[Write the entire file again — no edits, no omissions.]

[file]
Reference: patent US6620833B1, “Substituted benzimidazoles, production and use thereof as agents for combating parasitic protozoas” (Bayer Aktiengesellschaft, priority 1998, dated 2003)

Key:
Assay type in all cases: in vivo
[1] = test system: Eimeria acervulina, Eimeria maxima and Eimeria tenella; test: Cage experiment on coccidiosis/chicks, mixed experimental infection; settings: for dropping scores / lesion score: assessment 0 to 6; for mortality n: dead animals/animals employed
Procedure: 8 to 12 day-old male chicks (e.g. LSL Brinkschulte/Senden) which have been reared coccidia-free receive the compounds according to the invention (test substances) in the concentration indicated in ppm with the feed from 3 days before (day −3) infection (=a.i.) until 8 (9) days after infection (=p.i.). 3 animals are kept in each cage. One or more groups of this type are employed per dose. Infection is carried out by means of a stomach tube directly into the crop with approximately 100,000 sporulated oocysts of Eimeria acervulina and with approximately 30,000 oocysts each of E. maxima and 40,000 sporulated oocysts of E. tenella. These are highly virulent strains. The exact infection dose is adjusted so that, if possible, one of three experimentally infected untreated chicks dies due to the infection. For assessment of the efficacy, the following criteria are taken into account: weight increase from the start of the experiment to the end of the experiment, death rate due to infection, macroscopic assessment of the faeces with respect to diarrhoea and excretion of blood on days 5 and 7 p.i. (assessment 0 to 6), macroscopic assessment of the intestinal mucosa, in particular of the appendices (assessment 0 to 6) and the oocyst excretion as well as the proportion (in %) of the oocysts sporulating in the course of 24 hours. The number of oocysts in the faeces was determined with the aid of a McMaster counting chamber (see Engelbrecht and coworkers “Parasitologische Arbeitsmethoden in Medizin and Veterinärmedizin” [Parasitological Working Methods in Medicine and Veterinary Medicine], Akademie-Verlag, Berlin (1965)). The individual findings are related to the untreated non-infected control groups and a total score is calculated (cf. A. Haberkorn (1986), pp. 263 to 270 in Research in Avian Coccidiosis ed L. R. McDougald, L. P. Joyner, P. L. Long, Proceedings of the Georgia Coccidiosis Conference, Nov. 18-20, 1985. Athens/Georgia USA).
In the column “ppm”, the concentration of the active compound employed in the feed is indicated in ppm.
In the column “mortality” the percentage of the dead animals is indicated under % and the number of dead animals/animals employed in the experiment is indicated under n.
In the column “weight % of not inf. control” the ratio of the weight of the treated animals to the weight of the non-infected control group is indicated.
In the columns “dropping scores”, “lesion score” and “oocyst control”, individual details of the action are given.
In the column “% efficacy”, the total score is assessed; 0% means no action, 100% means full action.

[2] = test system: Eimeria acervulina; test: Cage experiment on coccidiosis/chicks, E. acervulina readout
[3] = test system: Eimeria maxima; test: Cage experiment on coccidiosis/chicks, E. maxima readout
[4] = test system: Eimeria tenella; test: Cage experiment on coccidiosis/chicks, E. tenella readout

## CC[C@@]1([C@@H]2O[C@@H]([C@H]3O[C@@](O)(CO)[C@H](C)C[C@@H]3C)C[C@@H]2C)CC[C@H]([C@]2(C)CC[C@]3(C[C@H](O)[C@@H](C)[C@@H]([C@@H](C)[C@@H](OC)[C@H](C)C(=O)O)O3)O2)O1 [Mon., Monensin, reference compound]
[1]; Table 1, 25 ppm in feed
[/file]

Reference: patent US6620833B1, “Substituted benzimidazoles, production and use thereof as agents for combating parasitic protozoas” (Bayer Aktiengesellschaft, priority 1998, dated 2003)

Key:
Assay type in all cases: in vivo
[1] = test system: Eimeria acervulina, Eimeria maxima and Eimeria tenella; test: Cage experiment on coccidiosis/chicks, mixed experimental infection; settings: for dropping scores / lesion score: assessment 0 to 6; for mortality n: dead animals/animals employed
Procedure: 8 to 12 day-old male chicks (e.g. LSL Brinkschulte/Senden) which have been reared coccidia-free receive the compounds according to the invention (test substances) in the concentration indicated in ppm with the feed from 3 days before (day −3) infection (=a.i.) until 8 (9) days after infection (=p.i.). 3 animals are kept in each cage. One or more groups of this type are employed per dose. Infection is carried out by means of a stomach tube directly into the crop with approximately 100,000 sporulated oocysts of Eimeria acervulina and with approximately 30,000 oocysts each of E. maxima and 40,000 sporulated oocysts of E. tenella. These are highly virulent strains. The exact infection dose is adjusted so that, if possible, one of three experimentally infected untreated chicks dies due to the infection. For assessment of the efficacy, the following criteria are taken into account: weight increase from the start of the experiment to the end of the experiment, death rate due to infection, macroscopic assessment of the faeces with respect to diarrhoea and excretion of blood on days 5 and 7 p.i. (assessment 0 to 6), macroscopic assessment of the intestinal mucosa, in particular of the appendices (assessment 0 to 6) and the oocyst excretion as well as the proportion (in %) of the oocysts sporulating in the course of 24 hours. The number of oocysts in the faeces was determined with the aid of a McMaster counting chamber (see Engelbrecht and coworkers “Parasitologische Arbeitsmethoden in Medizin and Veterinärmedizin” [Parasitological Working Methods in Medicine and Veterinary Medicine], Akademie-Verlag, Berlin (1965)). The individual findings are related to the untreated non-infected control groups and a total score is calculated (cf. A. Haberkorn (1986), pp. 263 to 270 in Research in Avian Coccidiosis ed L. R. McDougald, L. P. Joyner, P. L. Long, Proceedings of the Georgia Coccidiosis Conference, Nov. 18-20, 1985. Athens/Georgia USA).
In the column “ppm”, the concentration of the active compound employed in the feed is indicated in ppm.
In the column “mortality” the percentage of the dead animals is indicated under % and the number of dead animals/animals employed in the experiment is indicated under n.
In the column “weight % of not inf. control” the ratio of the weight of the treated animals to the weight of the non-infected control group is indicated.
In the columns “dropping scores”, “lesion score” and “oocyst control”, individual details of the action are given.
In the column “% efficacy”, the total score is assessed; 0% means no action, 100% means full action.

[2] = test system: Eimeria acervulina; test: Cage experiment on coccidiosis/chicks, E. acervulina readout
[3] = test system: Eimeria maxima; test: Cage experiment on coccidiosis/chicks, E. maxima readout
[4] = test system: Eimeria tenella; test: Cage experiment on coccidiosis/chicks, E. tenella readout

## CC[C@@]1([C@@H]2O[C@@H]([C@H]3O[C@@](O)(CO)[C@H](C)C[C@@H]3C)C[C@@H]2C)CC[C@H]([C@]2(C)CC[C@]3(C[C@H](O)[C@@H](C)[C@@H]([C@@H](C)[C@@H](OC)[C@H](C)C(=O)O)O3)O2)O1 [Mon., Monensin, reference compound]
[1]; Table 1, 25 ppm in feed